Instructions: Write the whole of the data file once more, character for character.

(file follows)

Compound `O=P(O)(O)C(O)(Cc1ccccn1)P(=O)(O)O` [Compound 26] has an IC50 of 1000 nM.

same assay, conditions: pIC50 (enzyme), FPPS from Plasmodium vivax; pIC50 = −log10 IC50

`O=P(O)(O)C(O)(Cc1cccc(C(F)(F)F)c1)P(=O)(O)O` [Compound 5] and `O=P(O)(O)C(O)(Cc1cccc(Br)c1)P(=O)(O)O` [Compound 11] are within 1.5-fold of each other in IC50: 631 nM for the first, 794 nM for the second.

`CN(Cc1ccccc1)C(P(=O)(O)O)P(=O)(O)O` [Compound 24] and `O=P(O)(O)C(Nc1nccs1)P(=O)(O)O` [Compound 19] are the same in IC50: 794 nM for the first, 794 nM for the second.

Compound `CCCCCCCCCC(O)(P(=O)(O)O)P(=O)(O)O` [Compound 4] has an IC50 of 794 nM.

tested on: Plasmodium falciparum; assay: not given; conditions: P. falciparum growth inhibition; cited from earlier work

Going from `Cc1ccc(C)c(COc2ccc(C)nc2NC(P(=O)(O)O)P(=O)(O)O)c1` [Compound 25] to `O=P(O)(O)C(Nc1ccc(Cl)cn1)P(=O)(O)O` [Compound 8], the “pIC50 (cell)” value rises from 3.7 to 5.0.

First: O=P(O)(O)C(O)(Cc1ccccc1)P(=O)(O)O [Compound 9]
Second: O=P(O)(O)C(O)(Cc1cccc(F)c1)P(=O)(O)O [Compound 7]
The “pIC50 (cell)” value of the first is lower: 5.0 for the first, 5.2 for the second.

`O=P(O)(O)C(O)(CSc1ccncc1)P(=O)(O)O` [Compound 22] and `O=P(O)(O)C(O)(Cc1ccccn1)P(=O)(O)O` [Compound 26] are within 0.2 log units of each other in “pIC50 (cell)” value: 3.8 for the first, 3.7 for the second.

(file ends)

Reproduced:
Compound `O=P(O)(O)C(O)(Cc1ccccn1)P(=O)(O)O` [Compound 26] has an IC50 of 1000 nM.

same assay, conditions: pIC50 (enzyme), FPPS from Plasmodium vivax; pIC50 = −log10 IC50

`O=P(O)(O)C(O)(Cc1cccc(C(F)(F)F)c1)P(=O)(O)O` [Compound 5] and `O=P(O)(O)C(O)(Cc1cccc(Br)c1)P(=O)(O)O` [Compound 11] are within 1.5-fold of each other in IC50: 631 nM for the first, 794 nM for the second.

`CN(Cc1ccccc1)C(P(=O)(O)O)P(=O)(O)O` [Compound 24] and `O=P(O)(O)C(Nc1nccs1)P(=O)(O)O` [Compound 19] are the same in IC50: 794 nM for the first, 794 nM for the second.

Compound `CCCCCCCCCC(O)(P(=O)(O)O)P(=O)(O)O` [Compound 4] has an IC50 of 794 nM.

tested on: Plasmodium falciparum; assay: not given; conditions: P. falciparum growth inhibition; cited from earlier work

Going from `Cc1ccc(C)c(COc2ccc(C)nc2NC(P(=O)(O)O)P(=O)(O)O)c1` [Compound 25] to `O=P(O)(O)C(Nc1ccc(Cl)cn1)P(=O)(O)O` [Compound 8], the “pIC50 (cell)” value rises from 3.7 to 5.0.

First: O=P(O)(O)C(O)(Cc1ccccc1)P(=O)(O)O [Compound 9]
Second: O=P(O)(O)C(O)(Cc1cccc(F)c1)P(=O)(O)O [Compound 7]
The “pIC50 (cell)” value of the first is lower: 5.0 for the first, 5.2 for the second.

`O=P(O)(O)C(O)(CSc1ccncc1)P(=O)(O)O` [Compound 22] and `O=P(O)(O)C(O)(Cc1ccccn1)P(=O)(O)O` [Compound 26] are within 0.2 log units of each other in “pIC50 (cell)” value: 3.8 for the first, 3.7 for the second.